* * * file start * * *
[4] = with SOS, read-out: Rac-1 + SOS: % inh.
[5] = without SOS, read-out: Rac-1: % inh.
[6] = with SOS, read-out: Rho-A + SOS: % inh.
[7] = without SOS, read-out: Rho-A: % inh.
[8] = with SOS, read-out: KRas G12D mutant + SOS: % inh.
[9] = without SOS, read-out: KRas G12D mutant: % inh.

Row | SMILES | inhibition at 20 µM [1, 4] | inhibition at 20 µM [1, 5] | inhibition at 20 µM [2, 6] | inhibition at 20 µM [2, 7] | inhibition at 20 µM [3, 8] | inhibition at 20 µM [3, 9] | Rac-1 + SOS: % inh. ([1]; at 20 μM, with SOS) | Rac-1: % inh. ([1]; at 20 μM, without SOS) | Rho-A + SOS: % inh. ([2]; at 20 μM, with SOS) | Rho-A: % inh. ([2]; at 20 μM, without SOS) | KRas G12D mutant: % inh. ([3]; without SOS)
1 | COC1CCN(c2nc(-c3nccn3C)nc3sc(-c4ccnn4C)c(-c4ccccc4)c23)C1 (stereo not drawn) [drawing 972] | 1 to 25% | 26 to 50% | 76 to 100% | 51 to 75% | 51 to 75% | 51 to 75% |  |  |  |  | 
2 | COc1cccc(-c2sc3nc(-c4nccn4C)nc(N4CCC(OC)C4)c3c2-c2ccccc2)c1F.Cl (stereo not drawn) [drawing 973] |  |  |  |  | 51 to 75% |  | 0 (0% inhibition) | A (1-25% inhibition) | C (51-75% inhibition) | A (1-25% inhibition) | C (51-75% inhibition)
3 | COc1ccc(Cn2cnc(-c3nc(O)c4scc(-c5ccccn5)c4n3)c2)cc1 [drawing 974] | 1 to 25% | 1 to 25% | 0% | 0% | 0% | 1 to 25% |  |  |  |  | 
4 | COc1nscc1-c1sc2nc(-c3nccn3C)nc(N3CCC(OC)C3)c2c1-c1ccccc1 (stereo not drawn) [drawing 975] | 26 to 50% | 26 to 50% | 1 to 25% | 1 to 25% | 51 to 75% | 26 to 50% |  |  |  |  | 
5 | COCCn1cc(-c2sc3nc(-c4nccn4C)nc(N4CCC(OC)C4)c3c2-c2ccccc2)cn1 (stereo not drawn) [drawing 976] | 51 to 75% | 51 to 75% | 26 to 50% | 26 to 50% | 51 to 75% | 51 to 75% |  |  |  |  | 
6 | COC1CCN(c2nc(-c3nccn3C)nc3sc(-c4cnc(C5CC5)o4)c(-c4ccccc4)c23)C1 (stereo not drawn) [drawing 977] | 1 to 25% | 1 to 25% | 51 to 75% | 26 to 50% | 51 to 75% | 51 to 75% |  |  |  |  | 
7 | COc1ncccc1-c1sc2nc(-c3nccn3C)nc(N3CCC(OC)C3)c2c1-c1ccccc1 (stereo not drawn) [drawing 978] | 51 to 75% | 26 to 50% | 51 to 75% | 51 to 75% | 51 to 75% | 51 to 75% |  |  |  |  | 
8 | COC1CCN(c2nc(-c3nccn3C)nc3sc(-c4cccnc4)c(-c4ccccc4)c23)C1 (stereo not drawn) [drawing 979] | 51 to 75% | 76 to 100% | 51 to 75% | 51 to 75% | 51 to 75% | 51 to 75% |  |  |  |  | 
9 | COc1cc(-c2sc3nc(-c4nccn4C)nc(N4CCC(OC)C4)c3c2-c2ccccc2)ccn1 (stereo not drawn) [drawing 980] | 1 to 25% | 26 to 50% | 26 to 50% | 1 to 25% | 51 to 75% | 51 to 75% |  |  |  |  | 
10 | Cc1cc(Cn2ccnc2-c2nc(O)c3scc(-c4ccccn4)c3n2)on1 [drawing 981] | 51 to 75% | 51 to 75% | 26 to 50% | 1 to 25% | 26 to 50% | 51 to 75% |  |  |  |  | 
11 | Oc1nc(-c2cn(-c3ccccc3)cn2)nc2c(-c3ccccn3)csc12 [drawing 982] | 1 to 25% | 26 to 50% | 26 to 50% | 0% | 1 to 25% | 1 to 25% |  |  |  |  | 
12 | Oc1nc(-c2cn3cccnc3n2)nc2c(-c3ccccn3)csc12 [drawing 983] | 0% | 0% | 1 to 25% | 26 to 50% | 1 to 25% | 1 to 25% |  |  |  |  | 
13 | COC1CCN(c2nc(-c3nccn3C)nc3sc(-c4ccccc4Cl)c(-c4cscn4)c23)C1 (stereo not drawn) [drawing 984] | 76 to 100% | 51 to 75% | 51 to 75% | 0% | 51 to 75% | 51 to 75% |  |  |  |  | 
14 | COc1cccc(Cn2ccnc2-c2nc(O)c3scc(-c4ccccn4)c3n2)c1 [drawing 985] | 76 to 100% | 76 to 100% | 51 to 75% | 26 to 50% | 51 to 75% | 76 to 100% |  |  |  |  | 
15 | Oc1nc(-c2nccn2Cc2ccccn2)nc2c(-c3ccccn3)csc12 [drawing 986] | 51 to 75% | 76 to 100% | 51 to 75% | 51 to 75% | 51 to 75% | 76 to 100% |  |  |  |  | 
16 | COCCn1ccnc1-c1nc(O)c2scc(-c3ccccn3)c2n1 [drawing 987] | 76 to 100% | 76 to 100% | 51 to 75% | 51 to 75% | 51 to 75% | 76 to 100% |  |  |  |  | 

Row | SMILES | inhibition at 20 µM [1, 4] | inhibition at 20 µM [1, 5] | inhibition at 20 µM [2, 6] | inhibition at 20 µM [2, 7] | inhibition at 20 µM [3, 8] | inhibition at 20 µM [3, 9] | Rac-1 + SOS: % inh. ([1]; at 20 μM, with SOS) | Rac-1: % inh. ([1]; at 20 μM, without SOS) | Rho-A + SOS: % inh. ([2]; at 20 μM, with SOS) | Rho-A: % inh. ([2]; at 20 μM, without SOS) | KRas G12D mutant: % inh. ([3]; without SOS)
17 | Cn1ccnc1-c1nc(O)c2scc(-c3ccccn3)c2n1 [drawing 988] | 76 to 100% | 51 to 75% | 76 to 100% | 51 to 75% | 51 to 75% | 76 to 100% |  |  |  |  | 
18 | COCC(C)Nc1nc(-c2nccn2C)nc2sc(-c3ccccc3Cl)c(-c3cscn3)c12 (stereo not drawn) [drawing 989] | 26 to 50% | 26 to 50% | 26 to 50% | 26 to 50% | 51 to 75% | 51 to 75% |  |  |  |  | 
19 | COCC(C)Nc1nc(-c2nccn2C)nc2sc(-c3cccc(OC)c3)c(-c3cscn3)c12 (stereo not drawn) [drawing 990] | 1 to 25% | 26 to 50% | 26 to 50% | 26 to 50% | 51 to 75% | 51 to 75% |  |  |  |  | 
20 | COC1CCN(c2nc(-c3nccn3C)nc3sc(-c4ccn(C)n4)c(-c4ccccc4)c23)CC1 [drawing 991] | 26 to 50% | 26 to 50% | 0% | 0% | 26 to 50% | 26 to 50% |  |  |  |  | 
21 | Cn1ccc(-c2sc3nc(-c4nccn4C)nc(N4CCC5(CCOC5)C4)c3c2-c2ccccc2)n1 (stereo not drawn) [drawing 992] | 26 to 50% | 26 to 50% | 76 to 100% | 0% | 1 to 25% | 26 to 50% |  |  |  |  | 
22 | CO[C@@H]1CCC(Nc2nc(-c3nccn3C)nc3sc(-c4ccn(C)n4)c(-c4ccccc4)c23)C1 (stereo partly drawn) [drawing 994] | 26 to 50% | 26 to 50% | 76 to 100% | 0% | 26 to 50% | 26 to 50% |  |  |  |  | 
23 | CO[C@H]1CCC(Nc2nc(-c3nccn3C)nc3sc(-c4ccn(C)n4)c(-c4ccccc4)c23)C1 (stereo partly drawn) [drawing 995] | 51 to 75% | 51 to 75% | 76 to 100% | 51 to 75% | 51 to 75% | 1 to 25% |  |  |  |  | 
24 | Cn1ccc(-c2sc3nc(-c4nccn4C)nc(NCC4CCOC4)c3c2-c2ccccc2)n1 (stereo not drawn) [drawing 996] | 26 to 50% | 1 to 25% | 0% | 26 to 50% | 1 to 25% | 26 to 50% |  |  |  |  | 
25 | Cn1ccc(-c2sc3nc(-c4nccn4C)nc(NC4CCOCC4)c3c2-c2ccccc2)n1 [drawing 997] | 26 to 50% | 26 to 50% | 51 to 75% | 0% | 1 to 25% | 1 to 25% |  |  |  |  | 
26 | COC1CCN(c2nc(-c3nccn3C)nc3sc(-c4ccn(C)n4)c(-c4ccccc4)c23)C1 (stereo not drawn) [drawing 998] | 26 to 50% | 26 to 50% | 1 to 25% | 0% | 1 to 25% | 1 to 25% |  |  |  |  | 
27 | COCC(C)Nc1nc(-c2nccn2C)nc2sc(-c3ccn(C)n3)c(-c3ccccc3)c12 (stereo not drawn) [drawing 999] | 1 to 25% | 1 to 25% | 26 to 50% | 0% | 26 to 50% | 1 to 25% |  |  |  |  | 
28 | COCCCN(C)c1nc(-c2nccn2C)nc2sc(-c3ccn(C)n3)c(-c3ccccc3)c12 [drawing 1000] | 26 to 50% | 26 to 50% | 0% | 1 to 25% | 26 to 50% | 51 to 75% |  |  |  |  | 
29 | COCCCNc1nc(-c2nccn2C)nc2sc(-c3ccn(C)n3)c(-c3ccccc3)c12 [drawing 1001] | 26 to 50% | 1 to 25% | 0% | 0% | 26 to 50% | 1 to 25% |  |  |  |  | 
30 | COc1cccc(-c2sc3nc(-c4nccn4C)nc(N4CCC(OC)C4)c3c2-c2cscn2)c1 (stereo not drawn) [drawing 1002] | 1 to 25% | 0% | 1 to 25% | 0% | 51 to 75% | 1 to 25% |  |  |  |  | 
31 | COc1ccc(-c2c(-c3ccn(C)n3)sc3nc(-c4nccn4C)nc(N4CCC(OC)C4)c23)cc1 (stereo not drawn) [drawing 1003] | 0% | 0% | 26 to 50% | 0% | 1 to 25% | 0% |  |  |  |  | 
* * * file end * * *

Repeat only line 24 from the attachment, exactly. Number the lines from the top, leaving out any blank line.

Row | SMILES | inhibition at 20 µM [1, 4] | inhibition at 20 µM [1, 5] | inhibition at 20 µM [2, 6] | inhibition at 20 µM [2, 7] | inhibition at 20 µM [3, 8] | inhibition at 20 µM [3, 9] | Rac-1 + SOS: % inh. ([1]; at 20 μM, with SOS) | Rac-1: % inh. ([1]; at 20 μM, without SOS) | Rho-A + SOS: % inh. ([2]; at 20 μM, with SOS) | Rho-A: % inh. ([2]; at 20 μM, without SOS) | KRas G12D mutant: % inh. ([3]; without SOS)